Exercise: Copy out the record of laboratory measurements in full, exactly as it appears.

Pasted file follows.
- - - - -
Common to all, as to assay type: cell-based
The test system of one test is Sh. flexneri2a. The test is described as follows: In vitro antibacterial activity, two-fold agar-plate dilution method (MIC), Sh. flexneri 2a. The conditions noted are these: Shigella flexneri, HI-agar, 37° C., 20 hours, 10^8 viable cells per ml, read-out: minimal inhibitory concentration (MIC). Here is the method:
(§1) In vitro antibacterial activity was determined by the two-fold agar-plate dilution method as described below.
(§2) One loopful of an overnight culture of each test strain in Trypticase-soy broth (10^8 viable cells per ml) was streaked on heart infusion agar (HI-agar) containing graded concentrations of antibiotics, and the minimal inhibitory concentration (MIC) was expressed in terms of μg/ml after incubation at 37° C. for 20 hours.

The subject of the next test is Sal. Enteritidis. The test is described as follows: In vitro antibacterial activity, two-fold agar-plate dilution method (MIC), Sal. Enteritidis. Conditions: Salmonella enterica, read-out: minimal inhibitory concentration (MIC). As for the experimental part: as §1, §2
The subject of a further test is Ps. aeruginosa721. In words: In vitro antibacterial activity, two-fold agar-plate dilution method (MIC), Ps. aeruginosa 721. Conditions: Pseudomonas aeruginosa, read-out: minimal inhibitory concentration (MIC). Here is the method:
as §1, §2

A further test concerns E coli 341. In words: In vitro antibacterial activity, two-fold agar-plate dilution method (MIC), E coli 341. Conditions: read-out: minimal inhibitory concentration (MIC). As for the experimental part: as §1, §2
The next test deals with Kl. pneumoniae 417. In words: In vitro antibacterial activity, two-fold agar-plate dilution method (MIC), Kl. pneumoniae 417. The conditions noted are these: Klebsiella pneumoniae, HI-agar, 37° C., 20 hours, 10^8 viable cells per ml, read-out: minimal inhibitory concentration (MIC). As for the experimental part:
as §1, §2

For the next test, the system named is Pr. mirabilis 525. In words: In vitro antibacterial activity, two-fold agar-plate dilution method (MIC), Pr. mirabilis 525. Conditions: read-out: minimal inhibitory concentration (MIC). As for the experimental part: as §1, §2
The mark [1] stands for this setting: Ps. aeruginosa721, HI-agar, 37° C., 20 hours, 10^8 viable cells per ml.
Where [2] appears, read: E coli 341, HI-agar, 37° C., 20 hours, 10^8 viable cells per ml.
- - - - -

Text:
Common to all, as to assay type: cell-based
The test system of one test is Sh. flexneri2a. The test is described as follows: In vitro antibacterial activity, two-fold agar-plate dilution method (MIC), Sh. flexneri 2a. The conditions noted are these: Shigella flexneri, HI-agar, 37° C., 20 hours, 10^8 viable cells per ml, read-out: minimal inhibitory concentration (MIC). Here is the method:
(§1) In vitro antibacterial activity was determined by the two-fold agar-plate dilution method as described below.
(§2) One loopful of an overnight culture of each test strain in Trypticase-soy broth (10^8 viable cells per ml) was streaked on heart infusion agar (HI-agar) containing graded concentrations of antibiotics, and the minimal inhibitory concentration (MIC) was expressed in terms of μg/ml after incubation at 37° C. for 20 hours.

The subject of the next test is Sal. Enteritidis. The test is described as follows: In vitro antibacterial activity, two-fold agar-plate dilution method (MIC), Sal. Enteritidis. Conditions: Salmonella enterica, read-out: minimal inhibitory concentration (MIC). As for the experimental part: as §1, §2
The subject of a further test is Ps. aeruginosa721. In words: In vitro antibacterial activity, two-fold agar-plate dilution method (MIC), Ps. aeruginosa 721. Conditions: Pseudomonas aeruginosa, read-out: minimal inhibitory concentration (MIC). Here is the method:
as §1, §2

A further test concerns E coli 341. In words: In vitro antibacterial activity, two-fold agar-plate dilution method (MIC), E coli 341. Conditions: read-out: minimal inhibitory concentration (MIC). As for the experimental part: as §1, §2
The next test deals with Kl. pneumoniae 417. In words: In vitro antibacterial activity, two-fold agar-plate dilution method (MIC), Kl. pneumoniae 417. The conditions noted are these: Klebsiella pneumoniae, HI-agar, 37° C., 20 hours, 10^8 viable cells per ml, read-out: minimal inhibitory concentration (MIC). As for the experimental part:
as §1, §2

For the next test, the system named is Pr. mirabilis 525. In words: In vitro antibacterial activity, two-fold agar-plate dilution method (MIC), Pr. mirabilis 525. Conditions: read-out: minimal inhibitory concentration (MIC). As for the experimental part: as §1, §2
The mark [1] stands for this setting: Ps. aeruginosa721, HI-agar, 37° C., 20 hours, 10^8 viable cells per ml.
Where [2] appears, read: E coli 341, HI-agar, 37° C., 20 hours, 10^8 viable cells per ml.